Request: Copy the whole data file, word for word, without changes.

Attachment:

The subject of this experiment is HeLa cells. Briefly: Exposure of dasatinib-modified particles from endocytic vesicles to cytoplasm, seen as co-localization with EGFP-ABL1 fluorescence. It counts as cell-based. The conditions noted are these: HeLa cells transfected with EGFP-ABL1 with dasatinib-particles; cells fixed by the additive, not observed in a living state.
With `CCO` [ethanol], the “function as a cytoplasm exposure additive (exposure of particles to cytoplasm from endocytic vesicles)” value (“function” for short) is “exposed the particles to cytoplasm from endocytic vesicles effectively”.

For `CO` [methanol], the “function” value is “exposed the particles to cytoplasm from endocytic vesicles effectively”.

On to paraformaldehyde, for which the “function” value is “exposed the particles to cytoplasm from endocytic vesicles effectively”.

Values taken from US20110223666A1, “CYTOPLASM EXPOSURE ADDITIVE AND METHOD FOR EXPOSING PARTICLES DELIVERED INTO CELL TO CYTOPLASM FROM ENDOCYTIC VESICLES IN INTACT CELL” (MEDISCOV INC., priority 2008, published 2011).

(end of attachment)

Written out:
The subject of this experiment is HeLa cells. Briefly: Exposure of dasatinib-modified particles from endocytic vesicles to cytoplasm, seen as co-localization with EGFP-ABL1 fluorescence. It counts as cell-based. The conditions noted are these: HeLa cells transfected with EGFP-ABL1 with dasatinib-particles; cells fixed by the additive, not observed in a living state.
With `CCO` [ethanol], the “function as a cytoplasm exposure additive (exposure of particles to cytoplasm from endocytic vesicles)” value (“function” for short) is “exposed the particles to cytoplasm from endocytic vesicles effectively”.

For `CO` [methanol], the “function” value is “exposed the particles to cytoplasm from endocytic vesicles effectively”.

On to paraformaldehyde, for which the “function” value is “exposed the particles to cytoplasm from endocytic vesicles effectively”.

Values taken from US20110223666A1, “CYTOPLASM EXPOSURE ADDITIVE AND METHOD FOR EXPOSING PARTICLES DELIVERED INTO CELL TO CYTOPLASM FROM ENDOCYTIC VESICLES IN INTACT CELL” (MEDISCOV INC., priority 2008, published 2011).